"If we had just one month of the cost of this war in Iraq, we could fund a worldwide school lunch program, and the world might be more peaceful.." ~George McGovern
Remember the community garden at East Nashville Co-Op? Well, I ran by there the other day and although they were closed at the time, I couldn't resist a peek through the fence. Two of the three back rows are filled with tomato plants and everything seems to be coming along rather well. From a gardening standpoint, I'm pretty amazed since the dirt they started with was a little bit of an urban gardener's nightmare (glass, gravel, rusted scrap metal, etc.)
Friday, July 18, 2008
Thursday, July 17, 2008
About to start a new job in two weeks, Brandy and her three beautiful kids, returned to Nashville having tried and failed, to make a start somewhere else. The defining issue in her case was childcare. She had a great job but was still having to pay three hundred fifty dollars a week for childcare alone. A novice in the area of social services, Brandy came to the pantry this day, for the very first time, hoping to bridge the food gap until her new job begins.
Wednesday, July 16, 2008
What's wrong with this picture? It may not be terribly obvious but the two overgrown zucchinis in the foreground are the only fresh produce in the building. Where food distribution is concerned (*), fresh produce can be tricky and pretty much requires the thoughtful planning and attention of a single gardener or volunteer shopper, willing to search for it on a given day. At Hamilton UMC, there's at least one member who donates tomatoes in the summer from their own garden but this only lasts a few weeks. In the remaining months of the year, recipients make do with whatever's available. For those wondering about how the emergency food box program works, each individual is allowed three visits in six month. Most often, boxes are packed with the number of family members in mind and the three visits can be used at any time within the six months. There are some situational variations based on location and the services provided within each agency but that's the basic guideline.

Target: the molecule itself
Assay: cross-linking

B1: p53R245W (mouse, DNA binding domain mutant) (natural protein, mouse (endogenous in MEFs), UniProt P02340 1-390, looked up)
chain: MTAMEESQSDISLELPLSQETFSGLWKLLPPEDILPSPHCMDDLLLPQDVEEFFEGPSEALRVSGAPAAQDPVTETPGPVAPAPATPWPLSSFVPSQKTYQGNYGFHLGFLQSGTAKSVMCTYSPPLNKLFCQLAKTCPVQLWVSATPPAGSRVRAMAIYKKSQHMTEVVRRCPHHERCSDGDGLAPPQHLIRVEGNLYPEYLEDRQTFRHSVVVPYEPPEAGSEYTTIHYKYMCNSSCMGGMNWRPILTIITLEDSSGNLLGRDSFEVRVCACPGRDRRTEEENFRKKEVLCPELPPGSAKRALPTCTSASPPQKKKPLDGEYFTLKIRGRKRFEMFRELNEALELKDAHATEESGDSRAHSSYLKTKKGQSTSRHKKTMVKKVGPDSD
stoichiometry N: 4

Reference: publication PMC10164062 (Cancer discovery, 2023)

(*) Please be advised that what I know about food distribution is limited to three months and two weeks of study. I'm not entirely ignorant, but I'm certainly not an authority. Those voices would be a welcome addition here so if anyone out there has thoughts, ideas or corrections, please do speak up.
There is a great post (one in a series) at Tyson's Hunger Relief blog this week, it's called Art of the Cart--5. I hadn't heard of the Food Stamp Challenge before but what a great idea. I think everyone who hasn't already been challenged by hunger, should have a big spoonful of that, if for no other reason than to sharpen our perspective.
Elise Nollenberger records client information for emergency food boxes at
Hamilton United Methodist Church in Antioch.
Tuesday, July 15, 2008
I offered to bring the grocery cart back from the bus stop. Mr. Patterson was concerned that someone else might need to use it. On the short walk over there, we didn't talk about what brought him to this place or the ninety degree heat, or the fact that he'd had to not only ask for food but also for the bus fare to get back across town. We talked about dentists and Nashville drivers, the price of gas and the war.